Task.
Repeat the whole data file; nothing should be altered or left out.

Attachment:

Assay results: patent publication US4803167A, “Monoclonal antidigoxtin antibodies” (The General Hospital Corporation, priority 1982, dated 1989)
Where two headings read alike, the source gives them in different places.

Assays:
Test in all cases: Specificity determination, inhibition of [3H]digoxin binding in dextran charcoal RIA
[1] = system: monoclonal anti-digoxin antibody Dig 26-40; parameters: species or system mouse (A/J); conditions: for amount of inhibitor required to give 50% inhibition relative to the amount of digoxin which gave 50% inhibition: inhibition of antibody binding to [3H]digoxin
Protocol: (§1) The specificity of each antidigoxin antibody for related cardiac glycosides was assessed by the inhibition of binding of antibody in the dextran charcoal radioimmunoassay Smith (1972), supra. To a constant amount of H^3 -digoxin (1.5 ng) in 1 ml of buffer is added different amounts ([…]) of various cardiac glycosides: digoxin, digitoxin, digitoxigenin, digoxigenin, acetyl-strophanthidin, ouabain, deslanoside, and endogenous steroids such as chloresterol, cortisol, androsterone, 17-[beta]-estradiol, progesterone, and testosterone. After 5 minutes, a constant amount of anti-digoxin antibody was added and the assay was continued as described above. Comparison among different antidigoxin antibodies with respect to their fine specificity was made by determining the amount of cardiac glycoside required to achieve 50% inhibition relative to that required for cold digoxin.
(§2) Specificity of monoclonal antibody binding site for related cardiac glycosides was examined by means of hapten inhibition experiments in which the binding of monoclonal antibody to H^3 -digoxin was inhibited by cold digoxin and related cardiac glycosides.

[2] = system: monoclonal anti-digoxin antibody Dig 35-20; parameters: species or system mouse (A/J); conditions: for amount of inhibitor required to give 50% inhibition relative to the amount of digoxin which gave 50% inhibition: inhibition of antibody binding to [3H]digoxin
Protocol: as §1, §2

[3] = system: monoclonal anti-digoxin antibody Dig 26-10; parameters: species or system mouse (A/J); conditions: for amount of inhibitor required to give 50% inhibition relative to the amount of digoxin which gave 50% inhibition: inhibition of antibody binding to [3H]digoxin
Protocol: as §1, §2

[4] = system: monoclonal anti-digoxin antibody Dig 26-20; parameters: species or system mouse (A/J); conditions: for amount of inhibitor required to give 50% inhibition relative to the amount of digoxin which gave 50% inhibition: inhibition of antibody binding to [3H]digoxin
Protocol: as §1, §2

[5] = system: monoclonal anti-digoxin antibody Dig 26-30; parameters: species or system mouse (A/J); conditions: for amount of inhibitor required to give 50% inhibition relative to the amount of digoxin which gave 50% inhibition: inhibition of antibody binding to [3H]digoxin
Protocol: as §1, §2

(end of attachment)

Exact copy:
Assay results: patent publication US4803167A, “Monoclonal antidigoxtin antibodies” (The General Hospital Corporation, priority 1982, dated 1989)
Where two headings read alike, the source gives them in different places.

Assays:
Test in all cases: Specificity determination, inhibition of [3H]digoxin binding in dextran charcoal RIA
[1] = system: monoclonal anti-digoxin antibody Dig 26-40; parameters: species or system mouse (A/J); conditions: for amount of inhibitor required to give 50% inhibition relative to the amount of digoxin which gave 50% inhibition: inhibition of antibody binding to [3H]digoxin
Protocol: (§1) The specificity of each antidigoxin antibody for related cardiac glycosides was assessed by the inhibition of binding of antibody in the dextran charcoal radioimmunoassay Smith (1972), supra. To a constant amount of H^3 -digoxin (1.5 ng) in 1 ml of buffer is added different amounts ([…]) of various cardiac glycosides: digoxin, digitoxin, digitoxigenin, digoxigenin, acetyl-strophanthidin, ouabain, deslanoside, and endogenous steroids such as chloresterol, cortisol, androsterone, 17-[beta]-estradiol, progesterone, and testosterone. After 5 minutes, a constant amount of anti-digoxin antibody was added and the assay was continued as described above. Comparison among different antidigoxin antibodies with respect to their fine specificity was made by determining the amount of cardiac glycoside required to achieve 50% inhibition relative to that required for cold digoxin.
(§2) Specificity of monoclonal antibody binding site for related cardiac glycosides was examined by means of hapten inhibition experiments in which the binding of monoclonal antibody to H^3 -digoxin was inhibited by cold digoxin and related cardiac glycosides.

[2] = system: monoclonal anti-digoxin antibody Dig 35-20; parameters: species or system mouse (A/J); conditions: for amount of inhibitor required to give 50% inhibition relative to the amount of digoxin which gave 50% inhibition: inhibition of antibody binding to [3H]digoxin
Protocol: as §1, §2

[3] = system: monoclonal anti-digoxin antibody Dig 26-10; parameters: species or system mouse (A/J); conditions: for amount of inhibitor required to give 50% inhibition relative to the amount of digoxin which gave 50% inhibition: inhibition of antibody binding to [3H]digoxin
Protocol: as §1, §2

[4] = system: monoclonal anti-digoxin antibody Dig 26-20; parameters: species or system mouse (A/J); conditions: for amount of inhibitor required to give 50% inhibition relative to the amount of digoxin which gave 50% inhibition: inhibition of antibody binding to [3H]digoxin
Protocol: as §1, §2

[5] = system: monoclonal anti-digoxin antibody Dig 26-30; parameters: species or system mouse (A/J); conditions: for amount of inhibitor required to give 50% inhibition relative to the amount of digoxin which gave 50% inhibition: inhibition of antibody binding to [3H]digoxin
Protocol: as §1, §2